One study discovered that dark chocolate containing 70% cocoa also helps increase HDL, or ‘good’ cholesterol, and even reduced waist circumference in women.
That’s not even the tip of the dark chocolate iceberg when it comes to healthy benefits.
Dark chocolate has been associated with:
- Decreased stroke risks
- Preventing blood clots
- Increased brain activity
- Preventing cancer
- Improved skin health
- Lower blood pressure
- Reduced risk for diabetes
- Increased satiety
When was the last time you checked the nutrition labels on your favorite indulgences?
Here, let me give your brain a refresher:
- Oh Henry!: 263 calories, 26 g of sugar, 13 g of fat
- Three Musketeers: 257 calories, 40 g of sugar, 7.6 g fat
- Baby Ruth: 275 calories, 32 g of sugar, 13 g of fat
- Twix: 286 calories, 27 g of sugar, 14 g of fat
- Butterfinger: 275 calories, 27 g of sugar, 11 g of fat
- Reese’s Peanut Butter Cups: 232 calories, 21 g of sugar, 13 g of fat
As you can see, commercial candy bars are high in calories, fat, and sugar. This doesn’t mean they’re outright bad for you, but it pays to be aware of what, and how much, you’re eating.
With that in mind, let’s look at what happens when you eat chocolate.
You’re probably used to gobbling an entire chocolate bar in less than 10 minutes, and while that’s not something to brag about, it isn’t entirely your fault either.
See, when your brain gets a taste of a highly palatable food, like chocolate, your urge to eat more rises drastically.
Food definitely affects our emotions. When you eat chocolate, your brain starts to release those “feel good” chemicals such as dopamine, which actually make you feel happy while you’re eating.
There’s science behind giving your loved ones chocolate. When we eat chocolate, our brains release dopamine and endorphins, which are the same hormones released when we’re happily in love.
Chocolate also contains tryptophan, that essential amino acid responsible for us feeling calm, relaxed, and ready for a good night’s sleep. But tryptophan also aids the brain in producing serotonin, a mood-regulating neurotransmitter known as the “happy chemical”.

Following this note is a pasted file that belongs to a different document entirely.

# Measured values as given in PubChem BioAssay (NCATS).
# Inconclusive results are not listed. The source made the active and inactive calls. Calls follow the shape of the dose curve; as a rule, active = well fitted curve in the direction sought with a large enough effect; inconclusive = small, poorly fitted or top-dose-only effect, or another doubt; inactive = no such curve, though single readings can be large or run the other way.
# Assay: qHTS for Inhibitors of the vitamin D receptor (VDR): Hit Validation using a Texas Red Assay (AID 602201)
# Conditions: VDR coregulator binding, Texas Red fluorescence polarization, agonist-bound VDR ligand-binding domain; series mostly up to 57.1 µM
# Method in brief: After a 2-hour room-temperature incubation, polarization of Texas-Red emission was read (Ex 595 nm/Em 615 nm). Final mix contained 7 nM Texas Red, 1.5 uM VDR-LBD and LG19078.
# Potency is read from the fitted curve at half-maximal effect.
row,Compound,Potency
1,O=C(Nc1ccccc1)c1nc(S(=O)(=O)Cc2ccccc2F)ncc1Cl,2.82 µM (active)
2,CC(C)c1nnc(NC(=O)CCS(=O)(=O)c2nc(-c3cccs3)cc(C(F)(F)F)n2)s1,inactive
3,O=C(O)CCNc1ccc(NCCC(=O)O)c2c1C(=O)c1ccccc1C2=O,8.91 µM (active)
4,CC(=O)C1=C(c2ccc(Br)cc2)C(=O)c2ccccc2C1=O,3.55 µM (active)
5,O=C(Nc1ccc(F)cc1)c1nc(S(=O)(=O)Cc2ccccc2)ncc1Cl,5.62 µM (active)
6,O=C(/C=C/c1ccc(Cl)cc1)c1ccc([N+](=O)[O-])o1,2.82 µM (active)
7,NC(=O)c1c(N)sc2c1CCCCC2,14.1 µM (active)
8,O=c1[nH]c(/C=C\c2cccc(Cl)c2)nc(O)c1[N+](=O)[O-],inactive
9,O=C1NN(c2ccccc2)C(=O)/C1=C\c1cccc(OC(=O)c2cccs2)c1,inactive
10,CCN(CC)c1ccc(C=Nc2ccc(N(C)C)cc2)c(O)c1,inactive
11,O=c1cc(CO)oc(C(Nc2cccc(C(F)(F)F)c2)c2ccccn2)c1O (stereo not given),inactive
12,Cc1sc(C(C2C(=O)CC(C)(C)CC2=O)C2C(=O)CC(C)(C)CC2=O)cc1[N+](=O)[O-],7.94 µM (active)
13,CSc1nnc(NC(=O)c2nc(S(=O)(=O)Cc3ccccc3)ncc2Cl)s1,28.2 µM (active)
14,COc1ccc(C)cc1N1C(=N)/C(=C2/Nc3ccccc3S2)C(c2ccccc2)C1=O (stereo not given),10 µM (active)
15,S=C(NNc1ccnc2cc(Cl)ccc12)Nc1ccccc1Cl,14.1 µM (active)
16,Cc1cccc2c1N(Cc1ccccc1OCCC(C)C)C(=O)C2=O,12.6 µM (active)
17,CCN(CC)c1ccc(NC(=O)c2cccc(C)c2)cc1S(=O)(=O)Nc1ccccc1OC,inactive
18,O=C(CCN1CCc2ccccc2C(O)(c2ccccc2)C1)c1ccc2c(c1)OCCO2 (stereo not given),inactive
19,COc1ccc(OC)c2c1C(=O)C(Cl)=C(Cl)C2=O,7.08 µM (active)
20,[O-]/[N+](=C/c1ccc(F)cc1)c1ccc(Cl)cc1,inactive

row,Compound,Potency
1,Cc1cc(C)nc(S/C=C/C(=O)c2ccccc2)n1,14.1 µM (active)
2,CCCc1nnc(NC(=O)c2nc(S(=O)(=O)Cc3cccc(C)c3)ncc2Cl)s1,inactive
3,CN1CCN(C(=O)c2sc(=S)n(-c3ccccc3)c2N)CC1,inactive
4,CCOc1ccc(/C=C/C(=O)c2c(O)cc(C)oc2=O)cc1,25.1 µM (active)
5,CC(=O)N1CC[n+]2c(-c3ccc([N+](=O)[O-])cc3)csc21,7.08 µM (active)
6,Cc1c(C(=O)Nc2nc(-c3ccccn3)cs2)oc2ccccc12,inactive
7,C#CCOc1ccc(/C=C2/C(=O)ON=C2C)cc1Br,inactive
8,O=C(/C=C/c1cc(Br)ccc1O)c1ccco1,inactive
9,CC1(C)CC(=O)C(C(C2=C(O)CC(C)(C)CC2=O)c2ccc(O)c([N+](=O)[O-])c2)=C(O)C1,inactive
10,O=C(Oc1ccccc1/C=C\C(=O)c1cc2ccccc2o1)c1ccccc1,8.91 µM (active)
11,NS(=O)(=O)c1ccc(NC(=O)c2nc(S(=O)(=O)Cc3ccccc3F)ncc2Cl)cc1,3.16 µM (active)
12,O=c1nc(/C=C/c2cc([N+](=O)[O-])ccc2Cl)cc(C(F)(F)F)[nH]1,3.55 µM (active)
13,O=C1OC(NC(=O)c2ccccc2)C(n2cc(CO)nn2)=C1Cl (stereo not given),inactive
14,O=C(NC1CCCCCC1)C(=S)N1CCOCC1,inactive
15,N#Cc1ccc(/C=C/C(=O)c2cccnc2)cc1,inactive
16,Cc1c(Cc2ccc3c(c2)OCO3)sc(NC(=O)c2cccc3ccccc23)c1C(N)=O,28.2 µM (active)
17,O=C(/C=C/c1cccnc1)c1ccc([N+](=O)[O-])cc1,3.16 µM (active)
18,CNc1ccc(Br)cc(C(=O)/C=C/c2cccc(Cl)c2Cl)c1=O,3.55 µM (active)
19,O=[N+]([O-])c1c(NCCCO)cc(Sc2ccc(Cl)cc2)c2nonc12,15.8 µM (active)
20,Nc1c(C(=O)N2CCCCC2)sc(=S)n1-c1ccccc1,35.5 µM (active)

Your blood sugar will begin to rise around 15-30 minutes after you eat something sugary.
If you’re feeling a little energized after that chocolate bar, you can thank sugar for the rush, but don’t forget about caffeine.
Caffeine is naturally present in cocoa beans, so just a little bit of chocolate contains some of the stimulant. And after 40 minutes the caffeine will start to kick in.
In fact, a bar of Hershey’s Special Dark Chocolate has 31 milligrams of caffeine, which is almost as much as a can of Coke contains.
This isn’t usually enough to affect most people, but if you’re uniquely sensitive to caffeine, you may want to avoid eating dark chocolate right before bed.
Depending on how sensitive your body is to caffeine (and what type of chocolate you’re enjoying), you may be feeling the diuretic properties beginning about an hour later.
If you want the maximum nutrition from your chocolate calories, generally go for dark chocolate with at least 70% cocoa.
This will give you a healthy dose of flavonoids, which are part of the polyphenols group of antioxidants.
But, if you prefer milk chocolate or candy bars, don’t feel bad about including those in your diet, in moderation. There’s no evidence that small indulgences like a single Twix bar is going to hurt your health if you’re eating an overall healthy diet. The key is moderation.
Get at least 80-90% of your calories from whole, minimally processed foods, and you can make room for some treats.